There we are on the day I brought him home, he was so little! He towers over me now 3 1/2 years later.
I was 30 when I finally got my own real, live horse. I tend to over think things, a lot, this was definitely no exception. I live for the day where every decision isn’t met with hours of thought and research. I’d like to say I’m learning but this morning I debated for an hour whether I should drive my oldest to school because the buses were cancelled due to extreme cold, or keep him home. Sigh. Anyway, I was pregnant with my third kid at the time I thought maybe NOW was finally the time since our third was most likely the last. Begin the constant inner dialogue. I obviously wasn’t riding at the time and probably wouldn’t do a lot of consistent riding for another year or two plus a limited budget meant finding my dream horse wasn’t in the cards, but did I want an older pleasure horse I could pull out of field and ride whenever it was convenient or a young horse that would be ready when I could ride consistently?
I had emailed a place that had the easy pleasure horses but they never EVER got back to me, and that bugged me, so I looked into the other option. I had come across Karrasel Warmbloods on my exhaustive internet search, they breed warmbloods and have tons of beautiful stock available, we loaded up the family and spent half a day out looking at horses and chatting with Joy. I left excited and had a few options of yearlings to think about. I ended up picking Phaultless, a long legged bay WB/TB, partly due to budget but mainly I loved his kind eyes. Now you say “Wait, Katlyn. You said you debate decisions obsessively and research, research, research, research (you get it) and you bought a horse based on it’s kind eye? That’s it?”. Yes. It gets better, he wasn’t a particularly trusting little guy that I didn’t get close enough to touch him the two times I went out to look at him. I am a walking contradiction, a conundrum. I will be the first to tell you that, actually my husband would probably be the first to tell you that. But guys, his eyes!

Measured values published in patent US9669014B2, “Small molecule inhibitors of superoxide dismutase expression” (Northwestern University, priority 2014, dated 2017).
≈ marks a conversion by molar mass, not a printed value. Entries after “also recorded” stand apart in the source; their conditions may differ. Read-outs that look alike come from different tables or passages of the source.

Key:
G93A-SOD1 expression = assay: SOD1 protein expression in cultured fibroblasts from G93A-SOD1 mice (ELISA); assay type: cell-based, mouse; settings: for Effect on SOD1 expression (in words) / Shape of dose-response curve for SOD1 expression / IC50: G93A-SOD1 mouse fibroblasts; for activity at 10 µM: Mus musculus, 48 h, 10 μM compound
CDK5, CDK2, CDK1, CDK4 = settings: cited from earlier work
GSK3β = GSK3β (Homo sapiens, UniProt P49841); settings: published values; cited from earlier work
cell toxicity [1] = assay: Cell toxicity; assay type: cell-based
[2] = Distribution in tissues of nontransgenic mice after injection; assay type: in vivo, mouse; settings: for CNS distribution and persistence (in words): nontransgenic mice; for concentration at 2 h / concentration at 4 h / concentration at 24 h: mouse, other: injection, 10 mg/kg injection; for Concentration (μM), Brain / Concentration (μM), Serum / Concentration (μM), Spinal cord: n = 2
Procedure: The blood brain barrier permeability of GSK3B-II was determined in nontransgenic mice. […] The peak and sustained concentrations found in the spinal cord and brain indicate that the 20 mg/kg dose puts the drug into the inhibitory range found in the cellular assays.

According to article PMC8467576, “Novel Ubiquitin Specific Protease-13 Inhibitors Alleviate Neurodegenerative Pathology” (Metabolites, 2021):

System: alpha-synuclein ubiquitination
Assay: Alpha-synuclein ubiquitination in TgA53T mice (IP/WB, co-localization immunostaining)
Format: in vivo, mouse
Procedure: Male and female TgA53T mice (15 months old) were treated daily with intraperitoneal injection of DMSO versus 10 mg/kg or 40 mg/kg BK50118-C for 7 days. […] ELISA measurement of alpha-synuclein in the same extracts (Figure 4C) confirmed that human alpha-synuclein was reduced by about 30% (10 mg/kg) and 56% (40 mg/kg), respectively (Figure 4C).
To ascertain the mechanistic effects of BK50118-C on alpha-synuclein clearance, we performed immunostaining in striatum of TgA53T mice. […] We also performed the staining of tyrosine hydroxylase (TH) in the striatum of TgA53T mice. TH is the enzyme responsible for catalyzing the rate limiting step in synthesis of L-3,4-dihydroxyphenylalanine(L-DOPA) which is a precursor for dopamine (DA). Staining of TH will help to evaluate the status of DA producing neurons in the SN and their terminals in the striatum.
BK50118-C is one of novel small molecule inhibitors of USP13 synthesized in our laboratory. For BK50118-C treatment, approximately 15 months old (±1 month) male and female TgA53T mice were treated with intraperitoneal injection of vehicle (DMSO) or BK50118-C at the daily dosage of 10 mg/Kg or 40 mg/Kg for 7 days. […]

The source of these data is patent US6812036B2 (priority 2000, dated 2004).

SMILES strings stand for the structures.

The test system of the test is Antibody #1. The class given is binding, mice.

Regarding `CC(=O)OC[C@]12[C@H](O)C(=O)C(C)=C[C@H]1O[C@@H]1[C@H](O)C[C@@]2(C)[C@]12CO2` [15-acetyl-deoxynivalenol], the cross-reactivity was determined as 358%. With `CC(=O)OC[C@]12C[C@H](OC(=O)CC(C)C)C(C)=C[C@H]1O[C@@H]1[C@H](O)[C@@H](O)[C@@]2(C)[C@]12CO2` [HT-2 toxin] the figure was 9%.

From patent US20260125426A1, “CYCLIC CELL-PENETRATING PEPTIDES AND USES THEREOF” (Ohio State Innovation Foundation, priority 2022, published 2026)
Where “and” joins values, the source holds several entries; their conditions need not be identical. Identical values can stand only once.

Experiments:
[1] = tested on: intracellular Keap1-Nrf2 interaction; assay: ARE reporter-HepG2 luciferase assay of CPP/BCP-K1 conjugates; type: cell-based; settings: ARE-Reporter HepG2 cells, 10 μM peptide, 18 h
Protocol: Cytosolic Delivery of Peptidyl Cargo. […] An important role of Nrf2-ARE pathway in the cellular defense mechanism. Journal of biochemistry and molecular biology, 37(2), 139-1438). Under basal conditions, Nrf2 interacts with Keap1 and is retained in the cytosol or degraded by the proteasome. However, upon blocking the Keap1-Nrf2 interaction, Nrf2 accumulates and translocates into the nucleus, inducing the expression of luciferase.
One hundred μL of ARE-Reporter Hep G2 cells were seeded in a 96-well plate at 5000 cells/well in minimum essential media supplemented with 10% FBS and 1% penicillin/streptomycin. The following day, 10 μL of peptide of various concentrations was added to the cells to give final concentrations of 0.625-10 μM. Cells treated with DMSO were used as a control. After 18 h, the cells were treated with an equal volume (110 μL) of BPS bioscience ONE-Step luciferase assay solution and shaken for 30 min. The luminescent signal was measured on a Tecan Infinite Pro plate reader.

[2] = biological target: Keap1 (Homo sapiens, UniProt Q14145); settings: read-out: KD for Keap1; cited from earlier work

It hasn’t always been an easy process with him and some times I’ve almost regretted it when it’s gotten really tough. Happy to report though, that since last July I’ve had nothing but an amazing time with him, he’s a favorite at the new barn and I’m glad I didn’t give up on him. I’m hoping with the indoor arena and some jumps we can get out to some shows this year, watch out 2017! I originally thought of buying a young horse and selling him when he had some miles on him but now I’m kind of curious to see what life would be like with him 2, 5, 10 years down the road. An older horse is a luxury I haven’t really known before, maybe I’ll like it. We’ll see.
While editing this piece I’m finding the urge to add more, more, more because this decision was huge and took months but I think I’m happy with what I’ve got and I hopefully haven’t bored you to death.